As the territorial capital of Arizona, Prescott was a happening place during the Old West days.
Along with the thousands of forgotten Old West characters who passed through here, some remain infamous, including the Earp brothers and Doc Holliday of OK Corral shootout fame.
The museum is a great place to tour at the start of your visit to Prescott, since it's home to several territorial buildings, including two early governor's mansions and many cabins that allow the museum's living history exhibits to come alive.
The museum also has established a companion museum at Fort Whipple, an Old West fort where numerous historic buildings also remain on the expansive grounds.
Call 445-3122 or go online to sharlot.org for more information about locations, events and displays. The museum is located at 415 W. Gurley St.
Prescott was the favorite home of Virgil Earp, who lived here with his wife Allie in 1877-79, and returned to Prescott and nearby Kirkland in 1895-1902.
"It's the only place that seems like home," Earp wrote about Prescott to his friend, Prescott Constable James Dodson, in 1882.
Shortly after Virgil's arrival, the Yavapai County sheriff deputized Earp and others to help track down two cowboys who had shot up the town. Earp killed one of the men with his rifle south of town.
Thus began the Earp brothers' history as lawmen. Virgil was later elected constable, then appointed a U.S. marshal before his brothers met up with him in Prescott in late 1879 to head to Tombstone and their place in Old West history books.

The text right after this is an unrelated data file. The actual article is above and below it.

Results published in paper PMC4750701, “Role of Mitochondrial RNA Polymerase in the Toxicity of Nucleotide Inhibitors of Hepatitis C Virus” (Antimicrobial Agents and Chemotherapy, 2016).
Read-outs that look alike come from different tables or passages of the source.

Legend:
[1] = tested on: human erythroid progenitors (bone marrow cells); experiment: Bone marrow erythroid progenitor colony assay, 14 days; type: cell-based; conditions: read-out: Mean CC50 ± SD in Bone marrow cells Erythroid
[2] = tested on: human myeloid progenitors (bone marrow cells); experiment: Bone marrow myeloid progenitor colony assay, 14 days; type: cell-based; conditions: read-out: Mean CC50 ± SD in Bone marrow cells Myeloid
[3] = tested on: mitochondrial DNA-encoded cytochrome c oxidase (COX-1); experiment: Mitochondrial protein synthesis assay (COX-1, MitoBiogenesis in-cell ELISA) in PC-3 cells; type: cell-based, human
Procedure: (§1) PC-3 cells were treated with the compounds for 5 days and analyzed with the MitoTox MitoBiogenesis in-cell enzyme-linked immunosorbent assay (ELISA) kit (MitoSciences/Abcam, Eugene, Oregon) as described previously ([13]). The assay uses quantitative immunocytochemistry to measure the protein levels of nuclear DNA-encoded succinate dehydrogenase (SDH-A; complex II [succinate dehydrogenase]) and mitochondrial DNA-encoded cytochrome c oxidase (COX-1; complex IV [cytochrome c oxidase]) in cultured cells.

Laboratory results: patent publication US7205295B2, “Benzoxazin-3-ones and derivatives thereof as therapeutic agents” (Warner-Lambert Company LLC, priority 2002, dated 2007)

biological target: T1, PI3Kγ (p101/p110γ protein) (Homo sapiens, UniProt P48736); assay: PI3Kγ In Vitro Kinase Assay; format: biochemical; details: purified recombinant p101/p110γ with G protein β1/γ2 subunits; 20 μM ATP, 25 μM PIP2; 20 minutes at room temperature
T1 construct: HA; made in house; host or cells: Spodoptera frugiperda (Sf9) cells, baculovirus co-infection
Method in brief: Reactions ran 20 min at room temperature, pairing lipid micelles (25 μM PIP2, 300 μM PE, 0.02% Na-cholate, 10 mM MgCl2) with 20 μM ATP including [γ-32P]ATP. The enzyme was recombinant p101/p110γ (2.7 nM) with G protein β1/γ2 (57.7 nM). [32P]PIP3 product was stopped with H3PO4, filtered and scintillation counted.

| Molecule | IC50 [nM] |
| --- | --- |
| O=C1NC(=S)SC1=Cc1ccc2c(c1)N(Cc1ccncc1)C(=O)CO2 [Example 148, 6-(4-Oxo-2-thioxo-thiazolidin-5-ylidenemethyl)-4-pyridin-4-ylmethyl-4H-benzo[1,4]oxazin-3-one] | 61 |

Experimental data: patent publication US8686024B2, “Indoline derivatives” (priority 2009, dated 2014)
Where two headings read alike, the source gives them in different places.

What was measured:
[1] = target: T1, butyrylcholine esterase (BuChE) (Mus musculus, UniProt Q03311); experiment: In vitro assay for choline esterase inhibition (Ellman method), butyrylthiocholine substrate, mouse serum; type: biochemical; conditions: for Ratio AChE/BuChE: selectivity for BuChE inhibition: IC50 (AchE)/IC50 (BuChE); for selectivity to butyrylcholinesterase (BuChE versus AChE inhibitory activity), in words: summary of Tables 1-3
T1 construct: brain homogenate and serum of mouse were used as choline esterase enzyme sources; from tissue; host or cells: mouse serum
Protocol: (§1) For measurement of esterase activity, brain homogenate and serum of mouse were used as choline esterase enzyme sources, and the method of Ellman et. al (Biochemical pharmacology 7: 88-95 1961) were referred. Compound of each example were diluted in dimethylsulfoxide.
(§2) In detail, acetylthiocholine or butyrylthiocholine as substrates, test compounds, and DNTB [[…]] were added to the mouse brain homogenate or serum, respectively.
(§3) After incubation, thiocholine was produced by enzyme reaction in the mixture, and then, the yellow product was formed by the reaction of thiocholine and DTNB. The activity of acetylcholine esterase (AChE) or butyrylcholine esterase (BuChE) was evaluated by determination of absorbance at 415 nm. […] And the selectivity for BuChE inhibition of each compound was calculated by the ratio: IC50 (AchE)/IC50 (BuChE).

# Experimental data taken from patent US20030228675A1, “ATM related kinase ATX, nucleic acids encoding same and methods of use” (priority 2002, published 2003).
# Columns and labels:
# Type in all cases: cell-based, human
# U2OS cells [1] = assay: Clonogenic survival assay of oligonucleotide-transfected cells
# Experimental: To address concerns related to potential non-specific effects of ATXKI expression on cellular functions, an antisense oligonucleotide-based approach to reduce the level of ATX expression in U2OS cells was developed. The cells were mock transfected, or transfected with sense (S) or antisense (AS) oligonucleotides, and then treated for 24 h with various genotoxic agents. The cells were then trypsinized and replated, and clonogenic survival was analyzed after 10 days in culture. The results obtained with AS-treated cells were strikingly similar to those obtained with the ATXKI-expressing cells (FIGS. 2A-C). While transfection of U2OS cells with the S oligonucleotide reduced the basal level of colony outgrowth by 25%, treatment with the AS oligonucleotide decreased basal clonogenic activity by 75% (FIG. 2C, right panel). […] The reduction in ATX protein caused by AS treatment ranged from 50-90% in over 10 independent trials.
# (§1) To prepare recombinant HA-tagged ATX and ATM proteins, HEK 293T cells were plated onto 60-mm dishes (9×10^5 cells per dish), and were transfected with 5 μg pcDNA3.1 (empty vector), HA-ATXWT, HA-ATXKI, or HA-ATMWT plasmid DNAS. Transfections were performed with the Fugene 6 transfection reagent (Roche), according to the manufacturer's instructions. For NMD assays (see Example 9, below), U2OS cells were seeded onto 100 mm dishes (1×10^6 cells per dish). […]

Doc Holliday and his girl, Big-Nosed Kate, stayed behind so he could enjoy the card tables on Whiskey Row a bit longer, according to more than one historical account. One of the few authenticated photos of Doc, personally signed by him, was snapped in Prescott in 1879.
Holliday arrived in Tombstone in 1880, but returned to Prescott for a few months later that year and lived in a Montezuma Street boarding house.
Virgil deputized his brothers and Doc before the OK Corral shootout on Oct. 26, 1881.
While the buildings along Whiskey Row burned down in 1900, it's likely the Earps hung out in the current saloons, since Virgil lived in this area for a few years after 1900.
Big-Nosed Kate spent her last days in Prescott and is buried here. She was Doc's on-again off-again girlfriend after Doc's friend Wyatt Earp dumped her. Her aliases over the years included Kate Fisher and Katie Elder.
She applied to live at the Arizona Pioneers' Home, a state-run home for pioneers, in 1931 at the age of 80. Her application is framed on a shelf in the home's main lobby today. The stately 100-year-old home is perched on a hill overlooking downtown Prescott.
Her application - and her 1940 gravestone at the Pioneers' Home Cemetery - lists only her real name of Mary K. Cummings.
During her time at the Pioneers' Home, the story of the fight at the OK Corral was becoming the subject of movies.
"I have recently read in the newspapers and magazines of frontier marshal Wyatt Earp, which is all wrong and only hearsay," Cummings told Prescott historian Bill Bork in 1935 at the Pioneers' Home. "I am the only one alive now that can tell the truth about the Earp Brothers and Doc Holliday. I am very old and would like to set these stories right before I pass on."
She got to tell her side of the story before her death.